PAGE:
Development and use of research software are rich and dynamic pursuits, worthy of scientific study in their own right. Viewing the efforts as scientific problems opens the door to applying our skills as scientists to assist in making our software development and use even more effective.
Research software communities of all kinds expect rigorous use of the scientific method as we produce and gain scientific insight from the development and use of software in our domains of study; fluid dynamics research, for example, has benefited tremendously from computation.
We should expect the same rigor as we try to understand how to better develop and use the software tools that enable our research. Research software science—applying science to the study of how we develop and use research software—will qualitatively improve our software capabilities. Forming and promoting the role of a research software scientist should lead to the same qualitative improvement in outcomes we have seen in any other domain where the scientific method has taken hold. Because software is such an important element of research, we expect that focusing on research software science will dramatically improve science overall.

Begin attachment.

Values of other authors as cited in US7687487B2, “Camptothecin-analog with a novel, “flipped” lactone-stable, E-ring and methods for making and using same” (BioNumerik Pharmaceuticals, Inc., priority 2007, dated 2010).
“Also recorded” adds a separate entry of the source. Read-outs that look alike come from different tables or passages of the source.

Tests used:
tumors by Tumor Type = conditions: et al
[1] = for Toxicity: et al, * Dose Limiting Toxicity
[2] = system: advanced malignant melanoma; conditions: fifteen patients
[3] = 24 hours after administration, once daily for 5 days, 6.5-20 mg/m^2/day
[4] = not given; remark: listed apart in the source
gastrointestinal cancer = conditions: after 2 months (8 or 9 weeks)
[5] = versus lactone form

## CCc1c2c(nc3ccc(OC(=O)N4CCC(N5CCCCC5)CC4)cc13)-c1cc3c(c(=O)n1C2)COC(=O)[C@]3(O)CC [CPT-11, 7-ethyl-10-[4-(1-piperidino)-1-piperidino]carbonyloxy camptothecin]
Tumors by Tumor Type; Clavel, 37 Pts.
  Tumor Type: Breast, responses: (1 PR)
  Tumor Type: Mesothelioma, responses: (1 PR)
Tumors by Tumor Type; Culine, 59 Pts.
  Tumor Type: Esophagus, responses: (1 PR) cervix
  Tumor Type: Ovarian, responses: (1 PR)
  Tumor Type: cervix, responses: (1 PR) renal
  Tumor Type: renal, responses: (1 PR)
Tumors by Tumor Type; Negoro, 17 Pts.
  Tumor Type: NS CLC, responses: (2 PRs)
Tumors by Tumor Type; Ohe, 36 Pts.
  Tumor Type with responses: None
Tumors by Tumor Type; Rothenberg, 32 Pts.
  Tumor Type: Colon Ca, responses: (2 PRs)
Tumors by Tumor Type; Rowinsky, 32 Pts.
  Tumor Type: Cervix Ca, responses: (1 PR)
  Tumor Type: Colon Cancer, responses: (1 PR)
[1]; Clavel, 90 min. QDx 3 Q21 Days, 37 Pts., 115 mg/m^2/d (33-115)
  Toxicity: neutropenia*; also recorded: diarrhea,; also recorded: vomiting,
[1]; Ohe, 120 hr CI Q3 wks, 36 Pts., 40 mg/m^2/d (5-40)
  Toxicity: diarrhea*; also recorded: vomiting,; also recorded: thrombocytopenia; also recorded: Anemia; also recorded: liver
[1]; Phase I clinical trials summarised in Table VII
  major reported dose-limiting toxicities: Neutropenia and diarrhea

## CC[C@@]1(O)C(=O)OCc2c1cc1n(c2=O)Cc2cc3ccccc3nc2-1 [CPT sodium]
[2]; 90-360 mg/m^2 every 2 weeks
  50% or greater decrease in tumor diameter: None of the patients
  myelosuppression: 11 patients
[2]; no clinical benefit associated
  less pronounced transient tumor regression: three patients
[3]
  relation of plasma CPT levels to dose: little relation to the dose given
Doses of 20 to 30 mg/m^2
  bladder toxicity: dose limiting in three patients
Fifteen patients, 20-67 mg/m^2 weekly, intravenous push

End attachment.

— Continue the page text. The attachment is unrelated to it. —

The original idea behind this blog post was first presented as a white paper at the 2019 Collegeville Workshop on Sustainable Scientific Software (CW3S19) before being revised and extended for this blog post, which is cross-posted on BSSw, and URSSI sites.
Michael A. Heroux is a Senior Scientist at Sandia National Laboratories, Director of Software Technology for the US Exascale Computing Project and Scientist in Residence at St. John’s University, MN.